WORLD LITERATURE I (ENG251)
Dr. Diane Thompson, NVCC, ELI
SUMMARY OF TASKS FOR UNIT 3:
This month your reading will focus on two texts, one from Europe and one from the Islamic world, during the time of the Crusades. This was a time of struggle between two competing ideas of civilization. The twelfth century, when the Song of Roland was composed, was a fascinating period when Europe began to develop economically, create wonderful art and literature and rediscover the ancient Greek philosophers and scientists, largely through translations from the Arabic of Greek philosophical texts with Arab commentaries.
In the early Middle Ages (8th - 12th centuries), the greatest wealth and culture was not in Christian Europe, but in the Muslim world, which included Spain and Sicily as well as North Africa, the Near East, Arabia, Persia, and India. By the end of the Middle Ages, the Europeans had crusaded all the way to the Near East, driven the Muslims and Jews from Spain, sacked Christian Constantinople (1204), conquered various Muslim territories, and retaken Jerusalem, at least temporarily. This crusading brought a wealth of new ideas back to Europe along with the treasures of the conquered lands, and new real estate for the European nobles in the Holy land and environs.
You will look at an epic of that crusade, The Song of Roland, which became the national epic of the developing French nation, and as such, it defined its own virtues in opposition to those of the enemy, Islam. Roland has the simple, severe, intensely colored beauty of a medieval stained glass window, sharply outlined, with no room for another faith. It presents as absolutes the heroic values of loyalty to Emperor Charlemagne, friendship among the peers, love of "beautiful France," and the unwavering faith of a Christian warrior knight. You will also read the Sermon on the Mount to see just how far from early Christian ideals these Christian soldiers had come.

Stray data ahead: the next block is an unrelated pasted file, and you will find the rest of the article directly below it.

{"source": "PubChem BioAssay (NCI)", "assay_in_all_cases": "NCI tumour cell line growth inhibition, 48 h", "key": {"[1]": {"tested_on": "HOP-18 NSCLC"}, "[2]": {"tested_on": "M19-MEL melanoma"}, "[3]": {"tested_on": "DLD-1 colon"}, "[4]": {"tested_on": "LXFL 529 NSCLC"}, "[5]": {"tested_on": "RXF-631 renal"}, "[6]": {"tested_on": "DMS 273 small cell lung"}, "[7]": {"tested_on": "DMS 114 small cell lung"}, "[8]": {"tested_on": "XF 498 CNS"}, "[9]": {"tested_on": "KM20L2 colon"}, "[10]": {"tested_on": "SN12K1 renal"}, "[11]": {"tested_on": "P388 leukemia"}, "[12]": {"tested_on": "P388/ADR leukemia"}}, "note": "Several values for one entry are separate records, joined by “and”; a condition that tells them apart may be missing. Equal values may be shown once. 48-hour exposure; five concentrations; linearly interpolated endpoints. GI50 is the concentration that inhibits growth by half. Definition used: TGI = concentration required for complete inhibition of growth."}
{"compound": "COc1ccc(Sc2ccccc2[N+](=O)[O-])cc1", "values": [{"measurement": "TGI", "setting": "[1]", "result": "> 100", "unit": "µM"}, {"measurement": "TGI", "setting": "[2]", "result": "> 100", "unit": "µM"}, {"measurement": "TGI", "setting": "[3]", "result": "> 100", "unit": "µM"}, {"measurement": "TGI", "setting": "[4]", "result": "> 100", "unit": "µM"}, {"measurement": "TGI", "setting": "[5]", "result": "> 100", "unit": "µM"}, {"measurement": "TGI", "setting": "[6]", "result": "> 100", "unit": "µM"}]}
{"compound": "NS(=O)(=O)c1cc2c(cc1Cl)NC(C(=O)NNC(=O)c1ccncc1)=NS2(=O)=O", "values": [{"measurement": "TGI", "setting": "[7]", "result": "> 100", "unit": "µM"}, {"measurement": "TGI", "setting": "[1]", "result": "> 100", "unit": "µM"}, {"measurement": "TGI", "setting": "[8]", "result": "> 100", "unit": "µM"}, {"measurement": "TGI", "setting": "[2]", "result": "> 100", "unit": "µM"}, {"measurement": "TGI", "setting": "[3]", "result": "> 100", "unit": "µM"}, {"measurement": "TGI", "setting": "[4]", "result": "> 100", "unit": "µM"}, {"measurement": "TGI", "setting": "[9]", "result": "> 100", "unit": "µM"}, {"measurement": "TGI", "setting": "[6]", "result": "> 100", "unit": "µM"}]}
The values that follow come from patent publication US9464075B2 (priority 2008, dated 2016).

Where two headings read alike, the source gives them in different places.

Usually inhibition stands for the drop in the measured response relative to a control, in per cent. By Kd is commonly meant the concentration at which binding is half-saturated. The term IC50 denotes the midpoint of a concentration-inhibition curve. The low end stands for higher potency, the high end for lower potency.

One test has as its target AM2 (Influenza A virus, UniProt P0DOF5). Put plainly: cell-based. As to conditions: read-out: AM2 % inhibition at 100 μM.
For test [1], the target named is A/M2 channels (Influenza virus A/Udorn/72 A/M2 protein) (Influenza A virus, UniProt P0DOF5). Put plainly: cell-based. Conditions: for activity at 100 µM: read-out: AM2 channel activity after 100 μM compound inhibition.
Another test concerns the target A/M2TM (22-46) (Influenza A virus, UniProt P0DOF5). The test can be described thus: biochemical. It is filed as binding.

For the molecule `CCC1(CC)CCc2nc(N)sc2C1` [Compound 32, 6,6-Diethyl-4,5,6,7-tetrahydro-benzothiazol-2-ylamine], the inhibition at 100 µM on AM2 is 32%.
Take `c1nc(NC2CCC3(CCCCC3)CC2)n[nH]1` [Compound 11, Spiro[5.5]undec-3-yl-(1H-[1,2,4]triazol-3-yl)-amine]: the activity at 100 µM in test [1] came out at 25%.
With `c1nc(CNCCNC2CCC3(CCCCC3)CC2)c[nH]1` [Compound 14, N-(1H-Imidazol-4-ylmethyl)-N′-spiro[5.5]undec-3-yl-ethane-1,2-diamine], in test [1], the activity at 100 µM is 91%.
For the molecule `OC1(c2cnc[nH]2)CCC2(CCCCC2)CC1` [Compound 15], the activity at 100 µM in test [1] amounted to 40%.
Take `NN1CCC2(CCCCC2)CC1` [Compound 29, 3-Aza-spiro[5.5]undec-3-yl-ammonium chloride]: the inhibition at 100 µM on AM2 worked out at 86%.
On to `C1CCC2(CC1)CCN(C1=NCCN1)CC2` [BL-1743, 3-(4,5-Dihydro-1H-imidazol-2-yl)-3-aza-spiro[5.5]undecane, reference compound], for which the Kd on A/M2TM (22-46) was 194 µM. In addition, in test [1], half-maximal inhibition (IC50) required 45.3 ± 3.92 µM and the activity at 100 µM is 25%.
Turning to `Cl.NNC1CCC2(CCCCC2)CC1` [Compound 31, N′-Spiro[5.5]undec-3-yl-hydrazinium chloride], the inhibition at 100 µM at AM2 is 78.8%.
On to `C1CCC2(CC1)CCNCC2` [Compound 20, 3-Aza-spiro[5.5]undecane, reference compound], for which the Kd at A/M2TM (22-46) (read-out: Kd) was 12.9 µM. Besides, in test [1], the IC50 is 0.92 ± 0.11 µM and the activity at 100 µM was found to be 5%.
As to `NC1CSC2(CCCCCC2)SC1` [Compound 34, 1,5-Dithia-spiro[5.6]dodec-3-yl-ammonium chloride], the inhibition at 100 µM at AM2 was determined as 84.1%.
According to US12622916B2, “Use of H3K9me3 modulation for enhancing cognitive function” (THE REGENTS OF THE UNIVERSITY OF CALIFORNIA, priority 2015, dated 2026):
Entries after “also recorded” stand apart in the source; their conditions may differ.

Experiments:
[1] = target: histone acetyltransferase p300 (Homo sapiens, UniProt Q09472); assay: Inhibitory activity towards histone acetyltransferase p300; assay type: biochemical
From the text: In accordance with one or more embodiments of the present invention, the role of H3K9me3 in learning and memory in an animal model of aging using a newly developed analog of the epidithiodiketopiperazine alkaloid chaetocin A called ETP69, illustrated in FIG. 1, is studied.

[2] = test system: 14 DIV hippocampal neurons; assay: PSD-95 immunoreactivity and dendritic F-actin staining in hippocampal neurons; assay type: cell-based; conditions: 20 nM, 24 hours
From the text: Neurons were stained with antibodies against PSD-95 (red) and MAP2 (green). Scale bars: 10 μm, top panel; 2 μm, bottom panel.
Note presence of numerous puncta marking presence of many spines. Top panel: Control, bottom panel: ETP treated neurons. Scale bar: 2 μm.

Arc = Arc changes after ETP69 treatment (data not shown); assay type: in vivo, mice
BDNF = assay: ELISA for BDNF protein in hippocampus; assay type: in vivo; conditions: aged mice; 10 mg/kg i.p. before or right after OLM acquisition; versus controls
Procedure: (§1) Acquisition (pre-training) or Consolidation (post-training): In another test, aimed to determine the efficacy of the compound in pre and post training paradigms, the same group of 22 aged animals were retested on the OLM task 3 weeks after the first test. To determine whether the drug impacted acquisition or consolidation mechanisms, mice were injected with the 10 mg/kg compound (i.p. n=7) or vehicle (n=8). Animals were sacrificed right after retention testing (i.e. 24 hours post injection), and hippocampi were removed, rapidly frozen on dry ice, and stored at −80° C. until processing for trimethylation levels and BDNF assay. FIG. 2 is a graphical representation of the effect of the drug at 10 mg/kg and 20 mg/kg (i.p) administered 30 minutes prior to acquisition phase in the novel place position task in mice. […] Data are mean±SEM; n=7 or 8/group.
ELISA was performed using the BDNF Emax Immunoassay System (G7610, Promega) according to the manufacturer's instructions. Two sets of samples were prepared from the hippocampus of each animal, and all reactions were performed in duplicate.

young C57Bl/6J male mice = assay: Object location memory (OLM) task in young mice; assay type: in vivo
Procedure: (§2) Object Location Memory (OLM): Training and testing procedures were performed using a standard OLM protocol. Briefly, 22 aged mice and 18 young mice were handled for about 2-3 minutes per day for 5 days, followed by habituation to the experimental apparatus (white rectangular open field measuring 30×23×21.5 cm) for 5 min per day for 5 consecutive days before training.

Next, you will enjoy a special treat, The Arabian Nights (more traditionally known as the Thousand Nights and a Night.) This wonderful collection of interconnected stories was created and gathered over many centuries. The stories originally came from India, Persia, and the Arab countries. They are folk tales, told and retold by thousands of people over hundreds of years, changing and gathering ideas, values and details from the many places and times of their retellings. The basic Nights stories were collected between the eighth and thirteenth centuries; later stories were added after the thirteenth century, and came from as far away as China. You will also read three selections from the Koran to gain more insight into the values of the Muslim world regarding the status of women.
TASK 1.Read the Roland Study Guide, which will give you background information on the Song of Roland and its crusading context.
Option: You may choose to watch the Roland Video instead. It contains the same information. See instructions for accessing it on the Course Materials Table on the 251 Home Page.
Option: Use the links to the etexts of Roland and The Sermon on the Mount on the Course Materials Table on the 251 Home Page. If you are using the etexts, pay extra close attention to the Roland Study Guide.
TASK 4. Read through the Arabian Nights Study Guide. Note that the textbook calls these stories The Thousand and One Nights. This will give you background information on the Muslim world of the Arabian Nights and the frame stories.
Option: You may choose to watch the Nights Video instead. It contains the same information. See instructions for accessing it on the Course Materials Table on the 251 Home Page.Option: Use the link to the etexts of the Nights and the Koran (read at least Suras 1, 4 and 5) on the Course Materials Table on the 251 Home Page. If you are using the etexts, pay extra close attention to the Nights Study Guide.
TASK 6. Read through all the Arabian Nights Activities.
Then select one of these questions to answer for Activity 7, and post it to the
TASK 7. Prepare and take Exam 2.
After completing Exam 2, go on to Unit 4.
(c) Diane Thompson: 11/14/1998; updated: 01/28/2011